Christopher Reeves, University of Kentucky - Department of Forestry, email@example.com
Jeffrey Stringer, University of Kentucky - Department of Forestry, firstname.lastname@example.org (Presenter)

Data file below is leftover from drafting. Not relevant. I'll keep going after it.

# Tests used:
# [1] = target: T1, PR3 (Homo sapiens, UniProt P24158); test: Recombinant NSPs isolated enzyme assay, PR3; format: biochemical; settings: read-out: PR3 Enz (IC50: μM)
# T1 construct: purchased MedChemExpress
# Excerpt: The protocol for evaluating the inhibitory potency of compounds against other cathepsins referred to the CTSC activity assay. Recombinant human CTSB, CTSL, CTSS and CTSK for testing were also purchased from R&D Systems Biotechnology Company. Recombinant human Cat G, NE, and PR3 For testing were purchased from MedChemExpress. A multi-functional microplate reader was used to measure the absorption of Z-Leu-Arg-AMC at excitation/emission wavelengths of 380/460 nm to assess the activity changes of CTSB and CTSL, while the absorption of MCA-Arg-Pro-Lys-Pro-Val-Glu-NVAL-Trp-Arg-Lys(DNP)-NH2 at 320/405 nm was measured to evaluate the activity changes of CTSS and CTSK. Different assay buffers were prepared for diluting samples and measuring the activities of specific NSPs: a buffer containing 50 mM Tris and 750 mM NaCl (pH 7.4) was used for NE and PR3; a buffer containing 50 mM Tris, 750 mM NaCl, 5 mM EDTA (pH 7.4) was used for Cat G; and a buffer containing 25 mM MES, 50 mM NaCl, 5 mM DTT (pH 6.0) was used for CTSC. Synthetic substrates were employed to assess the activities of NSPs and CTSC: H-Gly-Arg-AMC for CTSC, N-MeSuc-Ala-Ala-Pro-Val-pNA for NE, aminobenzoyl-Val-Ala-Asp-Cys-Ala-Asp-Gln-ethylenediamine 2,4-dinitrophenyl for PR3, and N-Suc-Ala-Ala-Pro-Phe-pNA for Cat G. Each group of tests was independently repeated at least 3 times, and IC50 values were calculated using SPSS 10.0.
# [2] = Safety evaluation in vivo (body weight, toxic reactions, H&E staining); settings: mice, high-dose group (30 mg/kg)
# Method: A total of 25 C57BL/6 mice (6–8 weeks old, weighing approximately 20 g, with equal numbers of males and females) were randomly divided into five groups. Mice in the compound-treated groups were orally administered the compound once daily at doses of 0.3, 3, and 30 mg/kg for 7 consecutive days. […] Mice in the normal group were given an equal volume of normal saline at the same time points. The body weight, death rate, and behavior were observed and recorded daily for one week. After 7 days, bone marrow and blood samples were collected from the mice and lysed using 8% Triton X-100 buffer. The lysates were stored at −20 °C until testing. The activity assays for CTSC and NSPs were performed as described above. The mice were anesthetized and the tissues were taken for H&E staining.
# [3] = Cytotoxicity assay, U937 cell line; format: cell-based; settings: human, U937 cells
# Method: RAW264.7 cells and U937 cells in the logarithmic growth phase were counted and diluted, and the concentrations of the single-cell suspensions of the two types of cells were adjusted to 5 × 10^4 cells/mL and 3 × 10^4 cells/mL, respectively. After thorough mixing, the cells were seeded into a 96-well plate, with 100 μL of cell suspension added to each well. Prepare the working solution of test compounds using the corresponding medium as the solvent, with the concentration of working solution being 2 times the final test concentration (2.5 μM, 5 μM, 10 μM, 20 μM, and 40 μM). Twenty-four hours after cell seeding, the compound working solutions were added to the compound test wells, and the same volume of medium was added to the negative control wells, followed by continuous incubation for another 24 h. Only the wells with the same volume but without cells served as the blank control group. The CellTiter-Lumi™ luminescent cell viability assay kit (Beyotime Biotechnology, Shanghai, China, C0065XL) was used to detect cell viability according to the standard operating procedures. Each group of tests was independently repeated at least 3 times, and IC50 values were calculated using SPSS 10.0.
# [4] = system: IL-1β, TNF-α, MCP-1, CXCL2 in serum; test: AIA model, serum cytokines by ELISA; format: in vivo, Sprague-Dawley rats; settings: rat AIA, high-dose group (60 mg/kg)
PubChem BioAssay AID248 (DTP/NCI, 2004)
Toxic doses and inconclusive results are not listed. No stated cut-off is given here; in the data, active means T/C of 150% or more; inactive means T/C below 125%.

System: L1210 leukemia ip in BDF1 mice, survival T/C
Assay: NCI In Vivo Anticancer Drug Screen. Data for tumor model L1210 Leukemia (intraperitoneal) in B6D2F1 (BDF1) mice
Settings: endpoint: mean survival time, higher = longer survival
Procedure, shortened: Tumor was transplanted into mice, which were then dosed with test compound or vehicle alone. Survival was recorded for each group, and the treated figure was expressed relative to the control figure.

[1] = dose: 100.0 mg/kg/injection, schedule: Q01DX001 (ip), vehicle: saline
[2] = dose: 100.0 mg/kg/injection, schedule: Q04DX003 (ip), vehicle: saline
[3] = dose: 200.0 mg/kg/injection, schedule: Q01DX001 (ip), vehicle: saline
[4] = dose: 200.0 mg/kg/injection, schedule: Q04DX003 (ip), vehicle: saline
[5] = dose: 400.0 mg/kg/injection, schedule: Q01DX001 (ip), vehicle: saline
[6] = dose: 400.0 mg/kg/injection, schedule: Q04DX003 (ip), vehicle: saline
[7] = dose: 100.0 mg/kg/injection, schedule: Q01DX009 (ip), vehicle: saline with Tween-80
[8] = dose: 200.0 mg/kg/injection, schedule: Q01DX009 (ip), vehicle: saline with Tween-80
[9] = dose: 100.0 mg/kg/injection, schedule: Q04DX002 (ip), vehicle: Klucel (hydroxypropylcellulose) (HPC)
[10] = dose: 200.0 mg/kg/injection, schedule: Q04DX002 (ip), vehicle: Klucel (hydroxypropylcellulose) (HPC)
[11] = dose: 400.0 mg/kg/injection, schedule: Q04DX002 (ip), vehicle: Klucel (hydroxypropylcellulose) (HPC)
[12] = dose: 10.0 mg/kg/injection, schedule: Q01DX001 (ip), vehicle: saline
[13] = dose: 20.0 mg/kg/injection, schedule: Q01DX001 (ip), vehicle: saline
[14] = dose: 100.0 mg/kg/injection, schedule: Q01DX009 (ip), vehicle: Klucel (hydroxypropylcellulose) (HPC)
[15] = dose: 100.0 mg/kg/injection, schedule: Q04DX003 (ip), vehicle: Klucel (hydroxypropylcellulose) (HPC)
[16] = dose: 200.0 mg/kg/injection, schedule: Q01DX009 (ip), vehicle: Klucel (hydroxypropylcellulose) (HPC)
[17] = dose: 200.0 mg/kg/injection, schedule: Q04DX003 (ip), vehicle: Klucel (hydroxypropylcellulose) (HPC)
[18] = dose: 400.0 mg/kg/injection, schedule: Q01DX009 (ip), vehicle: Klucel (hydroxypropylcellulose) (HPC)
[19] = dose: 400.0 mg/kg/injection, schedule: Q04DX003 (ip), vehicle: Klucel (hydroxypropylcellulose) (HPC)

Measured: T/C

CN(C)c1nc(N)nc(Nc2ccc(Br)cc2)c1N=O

Several non-governmental organizations have begun to target specific forestlands for preservation through the use of conservation easements. These easements generally prevent any type of timber harvesting from taking place. Through the use of certification along with a restructured conservation easement, certified timber could still be harvested from these lands while protecting the attributes that a traditional easement preserves. A model is currently in development that provides basic information on how a working forest conservation plan would be structured using Forest Stewardship Council standards to provide for habitat and protection attributes required for typical conservation easements. The model property is a 905 acre, NIPF that includes a pre-historic Native American fort, historic riverboat landing resort site, and federally endangered mussel habitat, potential endangered Indiana bat habitat, and cliff lines. The Center for Forest and Wood Certification is partnering with The Nature Conservancy to develop a working forest model on the Massey Springs property to allow for timber extraction and protection of special features. Financial implications from varying management scenarios will be presented.